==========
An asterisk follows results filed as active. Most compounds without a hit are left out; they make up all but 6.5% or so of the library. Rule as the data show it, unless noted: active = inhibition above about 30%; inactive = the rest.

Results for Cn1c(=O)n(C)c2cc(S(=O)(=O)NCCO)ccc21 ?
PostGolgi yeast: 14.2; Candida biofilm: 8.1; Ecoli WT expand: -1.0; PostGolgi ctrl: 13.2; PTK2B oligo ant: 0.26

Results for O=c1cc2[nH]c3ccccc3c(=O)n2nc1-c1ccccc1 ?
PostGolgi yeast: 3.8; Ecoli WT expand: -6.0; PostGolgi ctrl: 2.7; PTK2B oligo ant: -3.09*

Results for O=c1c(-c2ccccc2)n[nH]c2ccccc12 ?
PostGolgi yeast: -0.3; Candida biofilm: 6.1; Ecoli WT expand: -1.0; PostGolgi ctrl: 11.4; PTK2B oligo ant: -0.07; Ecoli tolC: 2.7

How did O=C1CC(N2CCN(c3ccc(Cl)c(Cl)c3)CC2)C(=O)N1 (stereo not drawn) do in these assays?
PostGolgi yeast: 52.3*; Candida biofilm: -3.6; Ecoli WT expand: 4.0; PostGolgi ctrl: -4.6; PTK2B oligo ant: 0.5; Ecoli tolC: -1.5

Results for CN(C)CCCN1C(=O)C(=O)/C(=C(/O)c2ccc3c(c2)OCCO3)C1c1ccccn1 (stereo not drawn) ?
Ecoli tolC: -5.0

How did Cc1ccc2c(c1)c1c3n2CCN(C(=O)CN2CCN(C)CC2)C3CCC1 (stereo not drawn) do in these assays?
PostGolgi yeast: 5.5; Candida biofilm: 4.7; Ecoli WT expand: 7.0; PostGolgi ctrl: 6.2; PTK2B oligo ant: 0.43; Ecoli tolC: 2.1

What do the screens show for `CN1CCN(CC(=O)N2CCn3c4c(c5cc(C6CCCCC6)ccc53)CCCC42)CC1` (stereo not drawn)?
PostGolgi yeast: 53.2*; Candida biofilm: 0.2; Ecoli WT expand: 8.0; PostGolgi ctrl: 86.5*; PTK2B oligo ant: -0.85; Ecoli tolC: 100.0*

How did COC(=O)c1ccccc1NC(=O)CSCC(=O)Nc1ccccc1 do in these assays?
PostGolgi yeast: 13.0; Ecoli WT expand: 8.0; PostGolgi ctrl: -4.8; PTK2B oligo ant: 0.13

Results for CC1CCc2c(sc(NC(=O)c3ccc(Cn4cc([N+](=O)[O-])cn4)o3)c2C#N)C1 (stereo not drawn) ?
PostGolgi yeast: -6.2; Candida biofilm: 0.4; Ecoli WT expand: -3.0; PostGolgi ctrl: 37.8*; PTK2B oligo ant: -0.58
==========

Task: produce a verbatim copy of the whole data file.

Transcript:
An asterisk follows results filed as active. Most compounds without a hit are left out; they make up all but 6.5% or so of the library. Rule as the data show it, unless noted: active = inhibition above about 30%; inactive = the rest.

Results for Cn1c(=O)n(C)c2cc(S(=O)(=O)NCCO)ccc21 ?
PostGolgi yeast: 14.2; Candida biofilm: 8.1; Ecoli WT expand: -1.0; PostGolgi ctrl: 13.2; PTK2B oligo ant: 0.26

Results for O=c1cc2[nH]c3ccccc3c(=O)n2nc1-c1ccccc1 ?
PostGolgi yeast: 3.8; Ecoli WT expand: -6.0; PostGolgi ctrl: 2.7; PTK2B oligo ant: -3.09*

Results for O=c1c(-c2ccccc2)n[nH]c2ccccc12 ?
PostGolgi yeast: -0.3; Candida biofilm: 6.1; Ecoli WT expand: -1.0; PostGolgi ctrl: 11.4; PTK2B oligo ant: -0.07; Ecoli tolC: 2.7

How did O=C1CC(N2CCN(c3ccc(Cl)c(Cl)c3)CC2)C(=O)N1 (stereo not drawn) do in these assays?
PostGolgi yeast: 52.3*; Candida biofilm: -3.6; Ecoli WT expand: 4.0; PostGolgi ctrl: -4.6; PTK2B oligo ant: 0.5; Ecoli tolC: -1.5

Results for CN(C)CCCN1C(=O)C(=O)/C(=C(/O)c2ccc3c(c2)OCCO3)C1c1ccccn1 (stereo not drawn) ?
Ecoli tolC: -5.0

How did Cc1ccc2c(c1)c1c3n2CCN(C(=O)CN2CCN(C)CC2)C3CCC1 (stereo not drawn) do in these assays?
PostGolgi yeast: 5.5; Candida biofilm: 4.7; Ecoli WT expand: 7.0; PostGolgi ctrl: 6.2; PTK2B oligo ant: 0.43; Ecoli tolC: 2.1

What do the screens show for `CN1CCN(CC(=O)N2CCn3c4c(c5cc(C6CCCCC6)ccc53)CCCC42)CC1` (stereo not drawn)?
PostGolgi yeast: 53.2*; Candida biofilm: 0.2; Ecoli WT expand: 8.0; PostGolgi ctrl: 86.5*; PTK2B oligo ant: -0.85; Ecoli tolC: 100.0*

How did COC(=O)c1ccccc1NC(=O)CSCC(=O)Nc1ccccc1 do in these assays?
PostGolgi yeast: 13.0; Ecoli WT expand: 8.0; PostGolgi ctrl: -4.8; PTK2B oligo ant: 0.13

Results for CC1CCc2c(sc(NC(=O)c3ccc(Cn4cc([N+](=O)[O-])cn4)o3)c2C#N)C1 (stereo not drawn) ?
PostGolgi yeast: -6.2; Candida biofilm: 0.4; Ecoli WT expand: -3.0; PostGolgi ctrl: 37.8*; PTK2B oligo ant: -0.58